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Did you miss me yesterday? I needed the time to recover from my MRI experience on Tuesday. For some reason, I felt way more exhausted Wednesday, perhaps from the combination of the stress of the procedure, the added pain in my left arm from the contrast material being injected into the wrong place and the mild sedative I took to calm myself down before the procedure. But I got good news today, so in the end everything worked out and I am glad the experience is over.
Now for today's post:
I'm not sure what got me thinking about this lately, but I admit this memory from my childhood brings both a smile to my face and a feeling in my heart akin to amazement mixed with appreciation.
As I kid I attended Catholic school. Using class time to study religion is part of going to a religion-affiliated school. My husband, who is a proud graduate from the public school system, initially was unaware of this fact. After informing him of this fact, he often comments when I don't know something he does that, "It is because you went to Catholic school and were studying religion when you should have been studying _____."
There might be some truth to that comment, but I am getting sidetracked here...
I remember when my class was preparing for First Communion back when we were in 2nd grade. We used a book called a catechism, a collection of all the prayers and other information we needed to learn before we could receive First Communion. After learning my three options for the afterlife, Heaven, Hell and Purgatory, I decided at age 7 that I wanted to to go to purgatory. To this day I am not sure why or how I came to this conclusion, but at age 7 I knew that the older I got, the more sins I would commit. I knew I could not be perfect in this life, so purgatory seemed like the reasonable goal for my afterlife.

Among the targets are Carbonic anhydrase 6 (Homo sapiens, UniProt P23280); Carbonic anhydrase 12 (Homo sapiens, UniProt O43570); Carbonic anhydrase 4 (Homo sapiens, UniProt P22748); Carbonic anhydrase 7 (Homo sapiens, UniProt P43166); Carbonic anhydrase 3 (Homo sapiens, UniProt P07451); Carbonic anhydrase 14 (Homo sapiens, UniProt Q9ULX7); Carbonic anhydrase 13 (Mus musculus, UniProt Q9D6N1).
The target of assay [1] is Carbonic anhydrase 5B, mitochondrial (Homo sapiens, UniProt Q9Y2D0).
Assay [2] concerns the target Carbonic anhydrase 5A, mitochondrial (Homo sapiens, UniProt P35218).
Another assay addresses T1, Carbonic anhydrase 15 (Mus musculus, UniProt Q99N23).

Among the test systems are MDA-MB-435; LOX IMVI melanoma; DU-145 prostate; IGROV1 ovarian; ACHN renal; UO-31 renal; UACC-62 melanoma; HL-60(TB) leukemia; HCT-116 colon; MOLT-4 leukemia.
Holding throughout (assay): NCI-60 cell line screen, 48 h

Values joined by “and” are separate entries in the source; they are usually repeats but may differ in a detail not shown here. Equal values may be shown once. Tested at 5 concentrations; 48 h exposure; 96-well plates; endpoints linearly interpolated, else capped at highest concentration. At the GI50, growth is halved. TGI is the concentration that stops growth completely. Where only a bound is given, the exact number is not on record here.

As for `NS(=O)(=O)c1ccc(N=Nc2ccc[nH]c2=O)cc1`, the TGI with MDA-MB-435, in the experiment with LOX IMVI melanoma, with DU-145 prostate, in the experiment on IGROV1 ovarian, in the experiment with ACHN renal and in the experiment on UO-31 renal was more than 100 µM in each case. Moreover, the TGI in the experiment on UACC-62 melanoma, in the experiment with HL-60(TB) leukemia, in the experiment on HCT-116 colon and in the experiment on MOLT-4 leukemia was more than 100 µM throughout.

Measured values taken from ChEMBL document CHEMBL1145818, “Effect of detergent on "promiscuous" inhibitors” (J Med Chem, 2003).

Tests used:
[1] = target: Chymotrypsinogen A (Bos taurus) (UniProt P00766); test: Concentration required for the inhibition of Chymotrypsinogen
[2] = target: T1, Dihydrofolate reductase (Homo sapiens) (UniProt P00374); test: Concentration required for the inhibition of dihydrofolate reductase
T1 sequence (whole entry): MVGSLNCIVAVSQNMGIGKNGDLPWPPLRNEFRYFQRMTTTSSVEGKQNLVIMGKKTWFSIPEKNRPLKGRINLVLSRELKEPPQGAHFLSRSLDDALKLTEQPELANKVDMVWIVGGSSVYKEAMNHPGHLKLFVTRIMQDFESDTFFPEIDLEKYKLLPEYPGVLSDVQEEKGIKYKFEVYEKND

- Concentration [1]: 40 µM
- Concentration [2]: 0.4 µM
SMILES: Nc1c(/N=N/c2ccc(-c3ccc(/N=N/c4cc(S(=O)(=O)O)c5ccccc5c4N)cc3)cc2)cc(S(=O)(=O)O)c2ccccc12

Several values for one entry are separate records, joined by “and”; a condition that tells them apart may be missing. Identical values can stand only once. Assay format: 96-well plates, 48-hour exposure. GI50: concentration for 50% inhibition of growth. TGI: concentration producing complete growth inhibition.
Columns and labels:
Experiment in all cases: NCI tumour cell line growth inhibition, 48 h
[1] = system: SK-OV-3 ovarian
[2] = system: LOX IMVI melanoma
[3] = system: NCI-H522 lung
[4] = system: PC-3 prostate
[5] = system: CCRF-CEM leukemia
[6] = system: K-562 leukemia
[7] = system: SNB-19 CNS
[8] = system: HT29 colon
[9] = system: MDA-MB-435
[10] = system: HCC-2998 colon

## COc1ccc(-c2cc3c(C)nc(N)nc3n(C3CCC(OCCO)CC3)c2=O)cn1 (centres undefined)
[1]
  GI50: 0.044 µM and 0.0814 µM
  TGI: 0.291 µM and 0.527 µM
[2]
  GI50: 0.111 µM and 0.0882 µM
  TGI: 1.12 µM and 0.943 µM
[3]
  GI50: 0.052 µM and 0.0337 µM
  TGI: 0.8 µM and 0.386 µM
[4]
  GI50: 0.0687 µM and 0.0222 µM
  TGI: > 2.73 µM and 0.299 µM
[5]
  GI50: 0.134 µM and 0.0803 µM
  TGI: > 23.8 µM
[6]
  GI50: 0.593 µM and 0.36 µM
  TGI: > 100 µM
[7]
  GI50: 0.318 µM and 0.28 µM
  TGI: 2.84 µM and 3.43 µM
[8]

Perhaps I should stop here an provide the official definition of purgatory (from The Compendium of the Catechism of the Catholic Church):
What is purgatory?
- Purgatory is the state of those who die in God’s friendship, assured of their eternal salvation, but who still have need of purification to enter into the happiness of heaven.
How can we help the souls being purified in purgatory?
- Because of the communion of saints, the faithful who are still pilgrims on earth are able to help the souls in purgatory by offering prayers in suffrage for them, especially the Eucharistic sacrifice. They also help them by almsgiving, indulgences, and works of penance.
One of the things I also noticed in parentheses after each prayer in the catechism was how many years you would get off your stay in purgatory by saying each prayer. So guess what I did during my whole year in the second grade? I said as many prayers as I could so I could get out of purgatory early. I didn't just rattle them off in my head as fast I could. No, I remember distinctly concentrating and really meaning every word of each prayer I said.
Now I am not sure if modern catechisms still have the same format. In fact I am pretty sure they do not. After all, when I attended Catholic school purgatory still existed. According to Pope Benedict the XVI in a communique back in 2007, purgatory and limbo no longer exist.
I guess it's now Heaven or Hell for me, no in between. Which is too bad, because as an adult I learned that life can be very complicated. In this modern world it is not always so clear what is right and wrong, black and white, good or sinful like the catechism and Catholic school taught me. The older I get, the more and more I realize that purgatory really is the most practical goal for the afterlife.
I am grateful to my 7 year old self for establishing this fact early on in my life.